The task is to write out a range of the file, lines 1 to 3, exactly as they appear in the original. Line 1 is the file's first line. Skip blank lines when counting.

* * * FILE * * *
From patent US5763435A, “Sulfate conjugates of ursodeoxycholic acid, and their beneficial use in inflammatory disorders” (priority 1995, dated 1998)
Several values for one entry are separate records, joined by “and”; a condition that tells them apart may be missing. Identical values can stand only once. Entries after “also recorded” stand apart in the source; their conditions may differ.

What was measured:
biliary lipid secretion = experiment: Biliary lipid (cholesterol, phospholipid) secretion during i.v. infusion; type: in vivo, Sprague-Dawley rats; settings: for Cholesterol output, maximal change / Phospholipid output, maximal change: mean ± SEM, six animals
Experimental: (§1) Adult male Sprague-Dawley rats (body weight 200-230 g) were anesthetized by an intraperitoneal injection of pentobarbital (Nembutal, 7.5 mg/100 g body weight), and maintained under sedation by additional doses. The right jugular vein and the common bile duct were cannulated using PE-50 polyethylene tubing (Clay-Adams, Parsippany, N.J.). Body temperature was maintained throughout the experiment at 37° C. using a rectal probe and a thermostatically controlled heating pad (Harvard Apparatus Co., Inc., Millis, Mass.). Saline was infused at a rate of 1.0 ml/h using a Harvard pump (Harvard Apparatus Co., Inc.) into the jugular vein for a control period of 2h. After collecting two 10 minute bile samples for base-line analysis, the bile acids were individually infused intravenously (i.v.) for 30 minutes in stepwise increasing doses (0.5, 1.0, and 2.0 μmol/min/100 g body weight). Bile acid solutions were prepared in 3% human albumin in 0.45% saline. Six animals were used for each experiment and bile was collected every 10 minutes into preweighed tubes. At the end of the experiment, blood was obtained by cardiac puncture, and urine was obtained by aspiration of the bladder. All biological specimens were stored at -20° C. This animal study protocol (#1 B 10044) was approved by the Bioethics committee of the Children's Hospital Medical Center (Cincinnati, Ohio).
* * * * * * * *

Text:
From patent US5763435A, “Sulfate conjugates of ursodeoxycholic acid, and their beneficial use in inflammatory disorders” (priority 1995, dated 1998)
Several values for one entry are separate records, joined by “and”; a condition that tells them apart may be missing. Identical values can stand only once. Entries after “also recorded” stand apart in the source; their conditions may differ.

What was measured: